Play the videos
Certain of the articles have accompanying videos full of useful insight and additional information. Once again, tap the play buttons to enjoy video masterclasses on your iPad or smartphone.
PLUS! Get a FREE iPad/iPhone sample of GT. For full details and how to receive our digital edition regularly, go to bit.ly/guitartechniques (if you live in the UK) or bit.ly/guitartechus (overseas). You can also find us on www.zinio.com (NB: Zinio editions do not yet have interactive tab or audio).
April 2014 GuitarTechniques 5
GET THE CLASSIC SLIDE GUITAR SOUND Available now from the iPad apps of
• C ON T E N T S • A PR IL 201 4 •
Learning Zone Lessons Introduction
Our music editor Jason Sidwell introduces this month’s feature packed Lessons section.
BIMM’s Terry Lewis has six more licks for you in easy, intermediate and advanced flavours!
Wheaty looks at the guitar style of Mississippi Allstars axeman Lee Dickinson. Martin Cooper on the rhythm and lead styles of the legendary Allman Brothers band. Shaun Baxter has some more fretboard fireworks for you to attempt! Give it a try!
In the second of his new series, Andy Saphir shows what makes the mighty Steve Lukather tick in a typical rock studio session. Paul Bielatowicz on the eclectic guitar style of Francis Dunnery from It Bites. Pete Callard dissects the jazz guitar approach used by Sal Salvador.
cover feature HOW GOOD ARE YOU? Test your musicianship
Stuart Ryan shows you how to play and compose like the acclaimed Fleet Foxes.
Find out if you have what it takes to be a Grade 8 standard, all-round guitarist with this great article by the Rockschool team !
Nev talks about this month’s cover feature.
Jon Bishop takes a famous traditional tune, Scarborough Fair, and shows how to arrange it into a number of different styles.
transcripton #1 STRAY CATS Rock This Town
Tell us your views... how are we doing?
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Top guitar CDs and DVDs reviewed and rated.
David Mead addresses your technical, musical and theoretical issues.
News, One-Minute Lick, 60 Seconds With, What Strings, That Was The Year and more...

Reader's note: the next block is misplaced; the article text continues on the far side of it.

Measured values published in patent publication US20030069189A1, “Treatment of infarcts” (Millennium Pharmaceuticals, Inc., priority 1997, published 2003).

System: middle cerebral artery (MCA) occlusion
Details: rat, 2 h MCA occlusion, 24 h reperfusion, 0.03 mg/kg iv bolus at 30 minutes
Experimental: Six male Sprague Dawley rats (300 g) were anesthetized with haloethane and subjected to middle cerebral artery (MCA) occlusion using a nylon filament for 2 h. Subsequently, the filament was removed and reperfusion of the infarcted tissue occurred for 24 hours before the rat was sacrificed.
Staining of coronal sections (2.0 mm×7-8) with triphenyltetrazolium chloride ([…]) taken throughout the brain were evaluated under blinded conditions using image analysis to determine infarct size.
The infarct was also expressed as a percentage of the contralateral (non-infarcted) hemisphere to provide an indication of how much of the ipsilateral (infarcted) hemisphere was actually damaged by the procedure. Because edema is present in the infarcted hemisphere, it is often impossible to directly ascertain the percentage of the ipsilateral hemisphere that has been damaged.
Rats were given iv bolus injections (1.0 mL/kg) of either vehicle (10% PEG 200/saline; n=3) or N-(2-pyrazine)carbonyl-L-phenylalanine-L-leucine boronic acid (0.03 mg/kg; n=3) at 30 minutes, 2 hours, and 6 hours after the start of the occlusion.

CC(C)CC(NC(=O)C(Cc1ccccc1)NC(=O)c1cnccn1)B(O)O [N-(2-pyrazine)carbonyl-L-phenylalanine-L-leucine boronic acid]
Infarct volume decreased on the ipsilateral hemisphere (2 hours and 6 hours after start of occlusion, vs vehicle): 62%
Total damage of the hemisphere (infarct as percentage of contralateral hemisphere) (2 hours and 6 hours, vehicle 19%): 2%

Jacob Quistgaard transcribes a rockabilly classic for you to play on your Gretsch guitar, or anything else for that matter!
johann strauss I Radetzky March
special feature #1 ARRANGING FOR GUITAR It’s easier than you think!
Charlie Griffiths continues his A-Z with T for Tapping, Tremolo picking, Triads, Triplets and the one and only Tritone scale!
Our terms and signs explained.
The father of the legendary Johann Strauss II was also no slouch as a composer. Bridget Mermikides transcribes his most famous piece.
Missed one? See how you can get it – here!
Learn Freddie King’s Taking Care Of Business, plus how to prepare for a gig and much more!
ALLEN HINDS Pt4
Our amazing guest tutor shares more of his legato secrets with you in this final lesson!
April 2014 GuitarTechniques 7
Post your playing posers and technical teasers to: Theory Godmother, Guitar Techniques, 30 Monmouth Street, Bath, BA1 2BW; or email me at firstname.lastname@example.org - every wish is your Godmother’s command! Neck Pain Dear Theory Godmother I’ve heard so many methods of learning how to know the notes of the neck thoroughly but with so much information out there, it’s hard to pick out which is the best for learning them well. Are there any tried and tested methods you know which are very effective in learning this? And if so, what is a good way of putting this into practice with the things you already know on the guitar? Jordan-Lee
practice I’m sure you’ll come up with some nice melodic statements.
EXAMPLES 1 - 5
Key Change Blues Dear Theory Godmother Ex 1
GUITAR TECHNIQUES MAGAZINE 2 2 8
THEORY GODMOTHER - David Mead
Ex 3 3 Ex
# # j œ œ & # 44 Œ . œ œ œ Amaj7
The guitar must be the only instrument where its players question the necessity of learning where the notes are. A student once asked me if he really had to know the names of the notes on the fretboard; my flabbergasted response was that it would be a good idea, as he wanted to learn to play jazz! It’s vital for communication: if a keyboard player told you he was playing an E flat major chord with an F in it, you’d be able to find it quickly with that information. It’s important, too, for the location of root notes for barre chords, different scale variations and many, many other things. It’s bonkers to ignore it!. Write out a neck chart (don’t just copy one, as pen memory is a good first step). I’m guessing you know the notes on the bottom two strings from playing barre chords, so the next step is to find the octaves on the other strings. If you know that G is the 3rd fret on your sixth string, then try to find it on the fourth and first strings, too. Your big clue is the E shape barre chord (Ex 1 - Gs are arrowed) as these two notes are within that well known shape. The A shape barre will fill in further gaps (Ex 2). After that, try notes nearby - now you know the Gs, where are the Fs and As? Once you know the octaves, finding other pitches is merely a question of working things out alphabetically; constant reference to your neck chart will speed up the process, so keep it somewhere you’ll see it every day.